Joined: Sat, Apr 4th 1998, 00:00 Roles: N/A Moderates: N/A

Latest Topics

Topic Created Posts Views Last Activity
Forums demoted? Aug 18th 2013, 18:36 10 1,620 on 28/8/13
Why isn't there more action on ARRL forum? Sep 13th 2012, 00:48 11 5,138 on 29/1/13
Forum avatars? Aug 17th 2011, 16:45 5 2,323 on 21/8/11
Operating Furniture Aug 17th 2011, 01:52 10 5,255 on 27/12/12
Radiolocation News Jul 27th 2011, 01:52 3 2,447 on 28/7/11
General Comments Jul 24th 2011, 21:46 22 9,254 on 29/7/11

Latest Posts

Topic Author Posted On
HT Question W0SJF 5 days, 22 hours ago
I would expect a "tri band" HT to cover 144, 220, and 450 MHz VHF/UHF bands for transceive. Some units might have an HF receive capability also. There may be some units that transmit on the 28 MHz (10 m) band, but that band (in low sunspot years) behaves almost like VHF. THere are also some low power HF HT-like products.

"Real" HF operating in current conditions means the bands from 80 to 15 meters and power levels of up to 100 Watts. So you're advised to look at rigs that cover that range. There are a lot of older rigs available used. I would prefer the earlier non-digital rigs, like the TS-520/530 or the FT-101. You can get them for less than the cost of a Japanese HT.

73 Martin AA6E
Old call signs. gdwebb 2 weeks ago
Check or search for 'amateur radio callbook archives'.
Solar Array Interference NS6Q on 16/2/17
No installations nearby, so no problem yet. It is something to worry about, however. Check the April 2016 QST for K1KP's experience. A quiet installation is possible, if you take great care, but a typical installation is likely to be a problem. I would never take the risk myself (unless the installer could guarantee no RFI), but there's nothing to stop a neighbor from doing it.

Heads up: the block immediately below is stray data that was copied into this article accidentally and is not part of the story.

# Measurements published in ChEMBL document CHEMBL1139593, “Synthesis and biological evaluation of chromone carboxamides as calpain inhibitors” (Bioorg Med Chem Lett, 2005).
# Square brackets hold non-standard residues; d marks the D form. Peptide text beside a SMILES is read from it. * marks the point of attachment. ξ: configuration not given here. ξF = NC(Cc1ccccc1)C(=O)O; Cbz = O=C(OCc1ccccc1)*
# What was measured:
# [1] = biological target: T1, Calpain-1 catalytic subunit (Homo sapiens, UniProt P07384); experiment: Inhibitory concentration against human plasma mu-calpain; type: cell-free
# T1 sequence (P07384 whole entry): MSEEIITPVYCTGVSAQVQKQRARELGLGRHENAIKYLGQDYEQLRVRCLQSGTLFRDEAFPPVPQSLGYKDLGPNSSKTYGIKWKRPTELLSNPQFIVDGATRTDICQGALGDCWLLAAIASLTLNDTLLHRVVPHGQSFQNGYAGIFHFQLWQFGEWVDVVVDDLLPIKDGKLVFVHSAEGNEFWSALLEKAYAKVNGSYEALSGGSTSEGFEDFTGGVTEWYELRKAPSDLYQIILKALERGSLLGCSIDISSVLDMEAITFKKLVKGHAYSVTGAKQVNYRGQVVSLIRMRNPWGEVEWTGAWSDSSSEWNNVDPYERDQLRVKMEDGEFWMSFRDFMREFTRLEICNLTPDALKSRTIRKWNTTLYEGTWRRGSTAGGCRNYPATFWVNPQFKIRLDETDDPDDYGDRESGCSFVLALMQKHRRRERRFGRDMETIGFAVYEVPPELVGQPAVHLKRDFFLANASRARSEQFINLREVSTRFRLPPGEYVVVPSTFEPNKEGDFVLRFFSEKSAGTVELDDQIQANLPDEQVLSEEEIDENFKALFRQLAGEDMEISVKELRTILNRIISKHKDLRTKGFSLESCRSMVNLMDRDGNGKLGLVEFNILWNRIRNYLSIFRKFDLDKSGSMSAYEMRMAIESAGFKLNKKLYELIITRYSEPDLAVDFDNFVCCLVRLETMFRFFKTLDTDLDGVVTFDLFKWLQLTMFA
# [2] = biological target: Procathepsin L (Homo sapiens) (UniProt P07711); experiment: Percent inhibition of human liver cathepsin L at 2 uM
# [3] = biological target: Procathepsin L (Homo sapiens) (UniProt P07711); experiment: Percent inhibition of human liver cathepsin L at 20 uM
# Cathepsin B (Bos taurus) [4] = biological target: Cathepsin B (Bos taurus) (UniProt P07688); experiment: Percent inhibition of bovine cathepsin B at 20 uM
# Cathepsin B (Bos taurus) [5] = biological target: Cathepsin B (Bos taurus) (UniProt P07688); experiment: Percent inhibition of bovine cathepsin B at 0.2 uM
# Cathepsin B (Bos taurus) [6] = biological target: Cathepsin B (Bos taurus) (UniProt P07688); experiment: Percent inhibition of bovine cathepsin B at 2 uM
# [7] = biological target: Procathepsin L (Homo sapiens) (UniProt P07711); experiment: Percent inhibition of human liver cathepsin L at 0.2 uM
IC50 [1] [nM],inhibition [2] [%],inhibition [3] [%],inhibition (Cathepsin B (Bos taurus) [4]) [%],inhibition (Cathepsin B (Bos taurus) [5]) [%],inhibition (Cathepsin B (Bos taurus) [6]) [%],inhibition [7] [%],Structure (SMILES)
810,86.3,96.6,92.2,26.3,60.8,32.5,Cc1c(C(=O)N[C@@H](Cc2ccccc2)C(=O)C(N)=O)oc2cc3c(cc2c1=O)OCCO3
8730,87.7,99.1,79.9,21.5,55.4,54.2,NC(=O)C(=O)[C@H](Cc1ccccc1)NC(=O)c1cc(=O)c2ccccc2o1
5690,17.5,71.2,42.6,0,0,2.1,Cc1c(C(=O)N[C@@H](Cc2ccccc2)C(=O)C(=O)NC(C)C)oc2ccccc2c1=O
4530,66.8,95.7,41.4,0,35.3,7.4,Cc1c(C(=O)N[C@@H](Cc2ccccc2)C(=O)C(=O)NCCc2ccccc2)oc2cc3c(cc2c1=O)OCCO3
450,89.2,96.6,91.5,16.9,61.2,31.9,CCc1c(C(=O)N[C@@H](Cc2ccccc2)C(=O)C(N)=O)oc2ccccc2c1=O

You can always restrict operating until after sundown -- or maybe have a kill switch that shuts off the system while you're operating. We need more real-life data on how hams are dealing with these issues!

Good post.

73 Martin AA6E
Swapping out xtal - power on or off? KE0KCG on 19/1/17
The safest thing is to power the radio down, but chances are your procedure is OK, too. Be careful of possible high voltages inside the radio.

73 Martin AA6E
How exactly does a CW rig work? KE0KCG on 19/1/17
Chris -

For CW reception, the receiver mixes the incoming signal (a pure RF frequency, with on-off keying) with another frequency, called the "local oscillator" -- or in older rigs, the "beat frequency oscillator". (A mixer generates a signal having a frequency equal to the difference or sum of two input signal frequencies.) The local oscillator is more-or-less the frequency that your receiver tuning dial reads. (I'm simplifying here.) If you tune 500 Hz off from the incoming signal, you will hear a 500 Hz tone, with the same on-off keying. As you tune slowly back and forth, the tone frequency will vary according to the offset from the incoming signal.

I hope that helps a little.

73 Martin AA6E

Back to Top